19. As many of you might now, the SUN x86-64bits versions of their JDK contain a bug which happens to be triggered by the populair IDE Eclipse.
    [...]
    Can you point to some information on this bug?

    There are many reports about this problem. The one below is one of the official bug reports about this issue on the Eclipse site:

    https://bugs.eclipse.org/bugs/show_bug.cgi?id=71987
    I am lucky I use Emacs.
    Damn you are! ;) But seriously, do you mean because it's not running on Java or because Emacs is just great?

    If the first is true, the bug I mentioned is in the SUN JVM, not in Eclipse itself. Eclipse just happens to trigger it. You can take a look at the Eclipse source in question yourself. It doesn't contain any out of the ordinary constructs.
  20. First, congrats to IBM for getting this release out!

    Regarding Eclipse - if it's a JVM bug, then chances are it is not triggered using IBM's VM. Another workaround would be the 64-bit version of BEA JRockit, which has been out for almost a year for Linux (the Windows version in due in a month or so).
  21. Can you point to some information on this bug?I am lucky I use Emacs.

    I think it is the bug 5060628
    http://bugs.sun.com/bugdatabase/view_bug.do?bug_id=5060628
  22. Sure, Sun should upgrade to a newer GCC but that could break other things relying on them sticking to the current GCC with Java 5. I can understand them waiting until Java 6 for this -- which is out in decent betas anyway...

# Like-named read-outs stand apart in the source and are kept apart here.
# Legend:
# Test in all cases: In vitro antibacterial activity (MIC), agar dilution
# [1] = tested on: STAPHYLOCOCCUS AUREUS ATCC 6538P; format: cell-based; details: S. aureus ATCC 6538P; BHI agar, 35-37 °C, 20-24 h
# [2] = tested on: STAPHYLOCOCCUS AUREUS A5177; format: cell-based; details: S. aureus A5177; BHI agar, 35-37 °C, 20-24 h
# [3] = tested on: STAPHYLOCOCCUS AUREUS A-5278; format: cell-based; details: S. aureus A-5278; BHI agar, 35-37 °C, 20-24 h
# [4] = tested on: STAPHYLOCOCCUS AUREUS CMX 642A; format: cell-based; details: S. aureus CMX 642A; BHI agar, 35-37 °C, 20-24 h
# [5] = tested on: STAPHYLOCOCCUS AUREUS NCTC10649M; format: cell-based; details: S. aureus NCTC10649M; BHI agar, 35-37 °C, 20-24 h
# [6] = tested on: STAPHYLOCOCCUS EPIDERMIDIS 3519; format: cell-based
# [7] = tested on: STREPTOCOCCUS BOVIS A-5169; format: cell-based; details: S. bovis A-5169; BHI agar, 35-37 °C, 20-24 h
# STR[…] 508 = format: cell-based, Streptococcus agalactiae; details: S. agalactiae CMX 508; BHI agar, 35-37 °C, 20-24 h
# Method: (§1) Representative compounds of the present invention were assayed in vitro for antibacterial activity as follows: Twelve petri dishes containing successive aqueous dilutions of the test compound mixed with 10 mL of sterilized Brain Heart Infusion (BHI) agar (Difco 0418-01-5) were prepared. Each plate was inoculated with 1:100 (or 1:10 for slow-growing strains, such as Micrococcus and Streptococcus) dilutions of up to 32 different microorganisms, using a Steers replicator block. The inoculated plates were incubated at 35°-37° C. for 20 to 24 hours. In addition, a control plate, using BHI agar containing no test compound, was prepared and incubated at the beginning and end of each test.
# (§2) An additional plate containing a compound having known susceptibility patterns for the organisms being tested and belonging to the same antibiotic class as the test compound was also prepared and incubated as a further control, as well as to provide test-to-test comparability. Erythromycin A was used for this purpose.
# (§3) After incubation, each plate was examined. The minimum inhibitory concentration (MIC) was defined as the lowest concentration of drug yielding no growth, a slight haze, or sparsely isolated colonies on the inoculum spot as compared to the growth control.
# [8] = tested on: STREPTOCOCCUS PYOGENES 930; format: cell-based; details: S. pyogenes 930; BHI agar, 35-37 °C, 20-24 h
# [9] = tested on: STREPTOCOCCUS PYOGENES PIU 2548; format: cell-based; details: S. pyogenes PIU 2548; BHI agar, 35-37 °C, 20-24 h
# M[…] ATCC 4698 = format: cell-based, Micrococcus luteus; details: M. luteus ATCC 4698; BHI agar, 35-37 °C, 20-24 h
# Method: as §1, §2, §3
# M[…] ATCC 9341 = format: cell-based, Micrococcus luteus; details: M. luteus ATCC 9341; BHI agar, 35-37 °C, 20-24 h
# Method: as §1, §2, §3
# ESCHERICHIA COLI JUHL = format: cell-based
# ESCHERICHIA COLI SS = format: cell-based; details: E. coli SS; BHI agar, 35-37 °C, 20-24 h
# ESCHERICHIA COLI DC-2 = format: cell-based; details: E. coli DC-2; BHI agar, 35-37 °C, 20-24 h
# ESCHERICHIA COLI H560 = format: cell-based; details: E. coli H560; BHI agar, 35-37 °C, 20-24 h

I'd say Eclipse has a bug in that it uses native code that relies on GCC versions when it should just be pure Java code -- thus avoiding any GCC versioning issues.

    Seriously, any GCC usage can lead to horrible version conflict issues. It's best to avoid native code when possible and just use Java.

    NetBeans would be a good option :-)
  23. Ooops. I see that this bug appears to be triggered by Eclipse's Java, not native code. That would seem to be a reason for Sun to figure out a workaround even if they can't change GCC versions.
  24. Well,

    Lets just hope they fixed the quirks and problems in their ssl implementation in this one then....

    Greetz
    Leo
  25. ...[ Go to top ]

    Hi all,

    Is there a comparison between Sun's & IBM's SDK (website/ article)? This would be a great benifit for me.

    Plus is IBM's 1.5 comparable to all the bug fixes Sun has done (i.e all 5 releases Java 1.5.0_05).


    TIA